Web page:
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Int Orthop. 2009 April; 33(2): 585.
Published online 2008 August 12. doi:  10.1007/s00264-008-0635-7
PMCID: PMC2899052

Dilemma in stress fractures

We read with interest the article by Fottner et al. [3], concerning stress fractures presenting as tumours, where the authors described pain as the first symptom as well as the index finding for their inclusion criteria. But it is worth mentioning that atypical presentations of stress fractures are known and pain may be preceded by swelling/fullness or other signs of inflammation [1, 5].

The article emphasises the detection of a fracture line either on MRI or CT to differentiate between a tumourous condition and a stress fracture. Cortical abnormalities or fatigue lines only appear in advanced stages of stress fractures (Fredericson’s MR imaging classification of osseous stress injury; grade 4) and are not present in early grades 1–3 [4], where the diagnosis is primarily clinical. Moreover, as the authors have themselves mentioned, pathological fractures in tumour lesions do occur and in such cases the diagnostic dilemma deepens. Correlation to the clinical setting, sequential radiographs, and a careful study of the fracture characteristics (fracture line continuous with the cortex, extending into the intramedullary space, orientated perpendicular to the cortex and the major weight-bearing trabeculae [2]) help avoid this pitfall.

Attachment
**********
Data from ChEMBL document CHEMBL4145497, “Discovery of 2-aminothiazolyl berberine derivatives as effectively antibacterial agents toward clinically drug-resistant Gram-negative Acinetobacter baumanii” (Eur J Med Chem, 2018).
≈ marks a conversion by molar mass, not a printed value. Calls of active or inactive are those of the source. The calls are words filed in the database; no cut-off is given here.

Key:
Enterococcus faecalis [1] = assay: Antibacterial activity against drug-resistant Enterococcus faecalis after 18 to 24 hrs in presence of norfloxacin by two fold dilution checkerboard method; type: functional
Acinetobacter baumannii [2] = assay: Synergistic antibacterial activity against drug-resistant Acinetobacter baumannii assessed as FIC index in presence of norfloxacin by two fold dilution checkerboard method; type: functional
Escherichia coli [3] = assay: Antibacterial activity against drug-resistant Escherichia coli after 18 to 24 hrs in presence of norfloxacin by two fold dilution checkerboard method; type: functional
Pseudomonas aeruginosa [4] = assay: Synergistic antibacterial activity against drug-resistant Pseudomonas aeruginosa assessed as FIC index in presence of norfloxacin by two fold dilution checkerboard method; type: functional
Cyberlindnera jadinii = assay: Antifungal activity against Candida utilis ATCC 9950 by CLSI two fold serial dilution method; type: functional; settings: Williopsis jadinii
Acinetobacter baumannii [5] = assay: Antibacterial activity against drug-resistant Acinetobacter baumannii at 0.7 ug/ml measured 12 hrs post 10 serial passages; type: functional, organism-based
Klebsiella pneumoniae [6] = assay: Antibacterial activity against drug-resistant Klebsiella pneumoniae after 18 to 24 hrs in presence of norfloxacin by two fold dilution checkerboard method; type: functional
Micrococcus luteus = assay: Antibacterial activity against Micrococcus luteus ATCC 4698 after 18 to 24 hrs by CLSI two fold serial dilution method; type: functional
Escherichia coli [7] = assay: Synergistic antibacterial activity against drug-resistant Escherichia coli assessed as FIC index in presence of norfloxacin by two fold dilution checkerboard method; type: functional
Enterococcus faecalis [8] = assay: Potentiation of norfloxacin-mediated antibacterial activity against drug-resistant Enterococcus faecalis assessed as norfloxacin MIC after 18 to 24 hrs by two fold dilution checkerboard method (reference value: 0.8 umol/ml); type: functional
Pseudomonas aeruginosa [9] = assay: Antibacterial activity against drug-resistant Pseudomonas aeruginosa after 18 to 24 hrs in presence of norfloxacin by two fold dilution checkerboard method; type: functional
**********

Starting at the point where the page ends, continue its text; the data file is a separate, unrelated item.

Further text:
Footnotes

Concerning the article by Fottner A, Baur-Melnyk A, Birkenmaier C, Jansson V, Dürr HR (2008) Stress fractures presenting as tumours: a retrospective analysis of 22 cases. Int Orthop. doi:10.1007/s00264–007–0488–5.

A reply on this paper is available at doi:10.1007/s00125-008-1040-x.

References

1. Daffner RH, Martinez S, Gehweiler JA, Harrelson JM. Stress fractures of proximal tibia in runners. Radiology. 1982;142:63–65. [PubMed]
2. Deutsch AL, Coel MN, Mink JH. Imaging of stress injuries to bone: radiography, scintigraphy, and MR imaging. Clin Sports Med. 1997;16:275–90. doi: 10.1016/S0278-5919(05)70022-3. [PubMed] [Cross Ref]
3. Fottner A, Baur-Melnyk A, Birkenmaier C, Jansson V, Dürr HR (2008) Stress fractures presenting as tumours: a retrospective analysis of 22 cases. Int Orthop. doi:10.1007/s00264–007–0488–5 [PMC free article] [PubMed]
4. Fredericson M, Bergman G, Hoffman KL, Dillingham MS. Tibial stress reaction in runners: correlation of clinical symptoms and scintigraphy with a new magnetic resonance imaging grading system. Am J Sports Med. 1995;23:472–481. doi: 10.1177/036354659502300418. [PubMed] [Cross Ref]
5. Lam HS, Wong WC. Stress fracture of tibia that simulates malignancy: a case report. J Hong Kong Med Assoc. 1993;45(4):302–304.

Articles from International Orthopaedics are provided here courtesy of Springer-Verlag